Lafayette, CO, USA
|Bay of Pigs 55th Anniversary|
|Posted on: 4/18/2016 7:21:46 PM|
|We are in the middle of the 3-day battle in April 1961. |
Last month I visited two museums dedicated to it -- one in Little Havana (Miami) and the other right on the Bahia dos Cochinos in Cuba. As you can well imagine -- they tell different stories with essentially the same facts. Both are quite moving.
In Little Havana I spent an hour with the current president of the veteran's organization of Brigada Asalta 2506 -- he was a young, idealistic 18 year old in 1961. In Playa Giron I walked around with my driver, who was a 17 year old militiaman in 1961 and he pointed to a picture of his best friend from his home city (Santiago) who was killed and memorialized on the wall. In Miami they have a similar wall of young men.
Today, the Playas Giron and Larga are beautiful beaches on a gorgeous bay, perfect for snorkeling and diving. Castro ensured tourism monies flowed to the incredibly poor area after the people there were raised to heroes of the Revolucion.
As with most battlefields, the memories are bittersweet.
I toast tonight with some good Cuban rum. Salud! Buenas noches. . . .
LTC (Ret), USA, PhD
"Travel with a Purpose!"
Muskegon, Michigan, MI, USA
|Re: Bay of Pigs 55th Anniversary|
|Posted on: 4/24/2016 3:19:07 PM|
|Hi Dr. Brian,|
Looks like you had a great time in Cuba, just curious on how new, any development in Cuba is? You always seem to get an interpretation from the West, that Cuba has been held back by Communism. Do you think that's true? As close as I've gotten is Sloppy Joes in Key West, & it's hard to get out of there, & I don't remember much after that!?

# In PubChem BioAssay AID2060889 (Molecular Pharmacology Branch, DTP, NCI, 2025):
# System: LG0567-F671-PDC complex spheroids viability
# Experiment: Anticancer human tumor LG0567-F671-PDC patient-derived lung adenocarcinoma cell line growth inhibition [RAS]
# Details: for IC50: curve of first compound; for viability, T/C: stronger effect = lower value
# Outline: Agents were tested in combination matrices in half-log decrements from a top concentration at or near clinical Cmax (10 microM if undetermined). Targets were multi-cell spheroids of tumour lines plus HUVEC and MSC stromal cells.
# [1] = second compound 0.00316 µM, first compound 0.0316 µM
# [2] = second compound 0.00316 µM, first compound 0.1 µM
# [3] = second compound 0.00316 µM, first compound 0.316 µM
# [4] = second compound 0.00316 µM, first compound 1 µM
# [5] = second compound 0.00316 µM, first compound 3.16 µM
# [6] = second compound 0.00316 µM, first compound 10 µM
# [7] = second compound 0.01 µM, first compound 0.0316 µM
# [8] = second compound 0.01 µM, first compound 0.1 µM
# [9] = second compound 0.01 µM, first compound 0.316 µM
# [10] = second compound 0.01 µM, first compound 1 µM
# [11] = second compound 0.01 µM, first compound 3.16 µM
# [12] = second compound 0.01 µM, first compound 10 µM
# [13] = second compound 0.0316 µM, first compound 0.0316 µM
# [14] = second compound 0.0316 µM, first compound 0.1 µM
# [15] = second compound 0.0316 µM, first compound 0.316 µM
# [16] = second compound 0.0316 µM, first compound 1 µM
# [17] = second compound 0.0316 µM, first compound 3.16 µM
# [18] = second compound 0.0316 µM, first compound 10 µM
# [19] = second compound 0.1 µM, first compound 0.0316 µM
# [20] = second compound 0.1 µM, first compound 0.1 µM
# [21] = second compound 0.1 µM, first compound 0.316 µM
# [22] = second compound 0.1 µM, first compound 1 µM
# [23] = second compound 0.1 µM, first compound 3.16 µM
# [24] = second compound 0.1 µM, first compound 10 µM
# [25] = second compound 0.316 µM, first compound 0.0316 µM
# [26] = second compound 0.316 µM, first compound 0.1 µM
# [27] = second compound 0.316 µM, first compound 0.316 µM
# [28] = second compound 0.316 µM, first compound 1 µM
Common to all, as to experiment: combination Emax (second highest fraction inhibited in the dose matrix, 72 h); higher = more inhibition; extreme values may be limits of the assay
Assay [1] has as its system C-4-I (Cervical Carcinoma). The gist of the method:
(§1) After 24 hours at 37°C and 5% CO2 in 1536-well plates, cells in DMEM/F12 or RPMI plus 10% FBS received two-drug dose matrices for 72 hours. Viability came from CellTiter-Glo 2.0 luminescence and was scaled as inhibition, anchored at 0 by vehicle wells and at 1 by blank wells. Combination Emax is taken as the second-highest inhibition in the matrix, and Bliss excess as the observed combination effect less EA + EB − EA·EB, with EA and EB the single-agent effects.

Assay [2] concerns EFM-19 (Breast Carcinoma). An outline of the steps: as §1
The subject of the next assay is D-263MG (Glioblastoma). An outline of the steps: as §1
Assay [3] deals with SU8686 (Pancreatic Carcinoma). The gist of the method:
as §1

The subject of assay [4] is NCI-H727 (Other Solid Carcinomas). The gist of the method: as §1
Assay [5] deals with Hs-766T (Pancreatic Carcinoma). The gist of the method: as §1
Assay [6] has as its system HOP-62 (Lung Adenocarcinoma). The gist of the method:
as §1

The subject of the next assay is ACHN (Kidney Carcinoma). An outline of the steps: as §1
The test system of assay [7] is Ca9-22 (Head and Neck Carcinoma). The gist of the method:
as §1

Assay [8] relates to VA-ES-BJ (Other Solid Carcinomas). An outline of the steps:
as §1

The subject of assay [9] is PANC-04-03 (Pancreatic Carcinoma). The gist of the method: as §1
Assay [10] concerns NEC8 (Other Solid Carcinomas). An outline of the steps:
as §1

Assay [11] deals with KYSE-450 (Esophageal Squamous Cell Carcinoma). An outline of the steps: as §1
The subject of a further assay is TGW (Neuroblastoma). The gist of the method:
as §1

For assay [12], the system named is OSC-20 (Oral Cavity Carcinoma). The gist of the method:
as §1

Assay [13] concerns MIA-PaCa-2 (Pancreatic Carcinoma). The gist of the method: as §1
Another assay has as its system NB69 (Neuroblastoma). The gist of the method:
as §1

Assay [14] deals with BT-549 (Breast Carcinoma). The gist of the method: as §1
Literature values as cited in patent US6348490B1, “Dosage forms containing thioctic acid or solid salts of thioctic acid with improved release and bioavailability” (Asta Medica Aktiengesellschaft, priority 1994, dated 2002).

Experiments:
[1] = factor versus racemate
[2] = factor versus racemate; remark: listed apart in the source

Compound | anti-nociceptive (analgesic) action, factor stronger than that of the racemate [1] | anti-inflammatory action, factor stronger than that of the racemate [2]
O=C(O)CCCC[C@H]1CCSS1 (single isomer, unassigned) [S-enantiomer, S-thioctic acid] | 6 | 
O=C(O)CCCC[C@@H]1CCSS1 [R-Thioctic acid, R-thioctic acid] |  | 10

"The brave men, living and dead, who struggled here, have consecrated it, far above our poor power to add or detract."
Victoria, BC, Canada
|Re: Bay of Pigs 55th Anniversary|
|Posted on: 5/28/2016 9:17:00 PM|
|Brian and MD, interesting balance in your comments, and equally interesting lack of response to Brian's original post or to MD's response.|
IMHO, the Bay of Pigs invasion, like the Cuban Missile Crisis, will always have two stories. And even between them they won't capture the truth. As an aside, however, Cuba remained Cuban after the Bay of Pigs, and Cuba was not nuked because of the presence of Soviet missiles on its soil. Doesn't that suggest that Cuba won both times?
MD, I'm wading into partisanship here, but IMHO Cuba wasn't held back by Communism. It was held back by a badly delineated, poorly controlled and blatantly punitive system of controls imposed by the US. Without making comparisons between US and Cuban values, Cuba has an excellent health system, a solid educational system, and a civil service that should be recognize for its integrity.
I worked with friends (Canada has never had its knickers in a twist over Cuba) trying to ship goods to Cuba. They had to be shipped through US controlled waters. So items like pianos, knitting patterns and the like were seen as having strategic use and were not allowed to be carried. Hang on! Music capability is strategic? I may be naive, but I simply don't remember the Soviet Bloc ever determining that pianos might be strategically important.
Oddly, (and, yes, add a bit of irony to my tone), most of my friends who have spend wonderful times in Cuba are attempting to get one more visit in before "Americans" destroy it. My hope is that Cuba will be strong enough to reject Americanization. Like me, their most frightening concern is that Cuba will once again (as it was in 1959) become a playground. So I hope they maintain their values while improving things that the release of the US embargo make possible.
"We have met the enemy, and he is us." Walt Kelly.
"The Best Things in Life Aren't Things" Bumper sticker.